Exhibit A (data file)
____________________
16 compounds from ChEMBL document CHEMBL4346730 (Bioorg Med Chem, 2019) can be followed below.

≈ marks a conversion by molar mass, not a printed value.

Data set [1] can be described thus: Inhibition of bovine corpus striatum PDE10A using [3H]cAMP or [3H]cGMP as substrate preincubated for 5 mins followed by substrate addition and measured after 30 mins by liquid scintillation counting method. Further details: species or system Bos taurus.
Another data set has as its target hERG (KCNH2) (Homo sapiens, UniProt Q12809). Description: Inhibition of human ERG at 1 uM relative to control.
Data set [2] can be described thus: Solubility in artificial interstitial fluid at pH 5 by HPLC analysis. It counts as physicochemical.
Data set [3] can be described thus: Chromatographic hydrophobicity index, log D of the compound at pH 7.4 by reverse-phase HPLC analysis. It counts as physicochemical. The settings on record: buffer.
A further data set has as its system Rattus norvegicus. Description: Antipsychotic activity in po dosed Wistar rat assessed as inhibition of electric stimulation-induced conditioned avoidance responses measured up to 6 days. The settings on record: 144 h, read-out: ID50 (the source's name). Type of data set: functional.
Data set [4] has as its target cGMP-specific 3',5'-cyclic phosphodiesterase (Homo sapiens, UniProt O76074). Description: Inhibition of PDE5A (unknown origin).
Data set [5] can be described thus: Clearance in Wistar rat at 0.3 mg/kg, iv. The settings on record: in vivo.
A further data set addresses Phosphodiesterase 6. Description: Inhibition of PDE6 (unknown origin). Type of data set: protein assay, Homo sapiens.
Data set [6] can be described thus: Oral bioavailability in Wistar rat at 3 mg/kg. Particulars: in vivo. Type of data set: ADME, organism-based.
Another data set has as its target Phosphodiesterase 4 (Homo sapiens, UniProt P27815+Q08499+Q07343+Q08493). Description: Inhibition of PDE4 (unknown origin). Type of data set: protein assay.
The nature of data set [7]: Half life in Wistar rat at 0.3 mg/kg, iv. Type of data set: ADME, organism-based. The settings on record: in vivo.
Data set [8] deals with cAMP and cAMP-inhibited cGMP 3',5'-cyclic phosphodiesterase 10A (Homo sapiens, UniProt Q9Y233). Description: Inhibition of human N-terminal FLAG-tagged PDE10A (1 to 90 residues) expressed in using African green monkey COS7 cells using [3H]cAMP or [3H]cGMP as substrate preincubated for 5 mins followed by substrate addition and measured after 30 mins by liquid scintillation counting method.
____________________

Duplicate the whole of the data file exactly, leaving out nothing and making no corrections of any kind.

16 compounds from ChEMBL document CHEMBL4346730 (Bioorg Med Chem, 2019) can be followed below.

≈ marks a conversion by molar mass, not a printed value.

Data set [1] can be described thus: Inhibition of bovine corpus striatum PDE10A using [3H]cAMP or [3H]cGMP as substrate preincubated for 5 mins followed by substrate addition and measured after 30 mins by liquid scintillation counting method. Further details: species or system Bos taurus.
Another data set has as its target hERG (KCNH2) (Homo sapiens, UniProt Q12809). Description: Inhibition of human ERG at 1 uM relative to control.
Data set [2] can be described thus: Solubility in artificial interstitial fluid at pH 5 by HPLC analysis. It counts as physicochemical.
Data set [3] can be described thus: Chromatographic hydrophobicity index, log D of the compound at pH 7.4 by reverse-phase HPLC analysis. It counts as physicochemical. The settings on record: buffer.
A further data set has as its system Rattus norvegicus. Description: Antipsychotic activity in po dosed Wistar rat assessed as inhibition of electric stimulation-induced conditioned avoidance responses measured up to 6 days. The settings on record: 144 h, read-out: ID50 (the source's name). Type of data set: functional.
Data set [4] has as its target cGMP-specific 3',5'-cyclic phosphodiesterase (Homo sapiens, UniProt O76074). Description: Inhibition of PDE5A (unknown origin).
Data set [5] can be described thus: Clearance in Wistar rat at 0.3 mg/kg, iv. The settings on record: in vivo.
A further data set addresses Phosphodiesterase 6. Description: Inhibition of PDE6 (unknown origin). Type of data set: protein assay, Homo sapiens.
Data set [6] can be described thus: Oral bioavailability in Wistar rat at 3 mg/kg. Particulars: in vivo. Type of data set: ADME, organism-based.
Another data set has as its target Phosphodiesterase 4 (Homo sapiens, UniProt P27815+Q08499+Q07343+Q08493). Description: Inhibition of PDE4 (unknown origin). Type of data set: protein assay.
The nature of data set [7]: Half life in Wistar rat at 0.3 mg/kg, iv. Type of data set: ADME, organism-based. The settings on record: in vivo.
Data set [8] deals with cAMP and cAMP-inhibited cGMP 3',5'-cyclic phosphodiesterase 10A (Homo sapiens, UniProt Q9Y233). Description: Inhibition of human N-terminal FLAG-tagged PDE10A (1 to 90 residues) expressed in using African green monkey COS7 cells using [3H]cAMP or [3H]cGMP as substrate preincubated for 5 mins followed by substrate addition and measured after 30 mins by liquid scintillation counting method.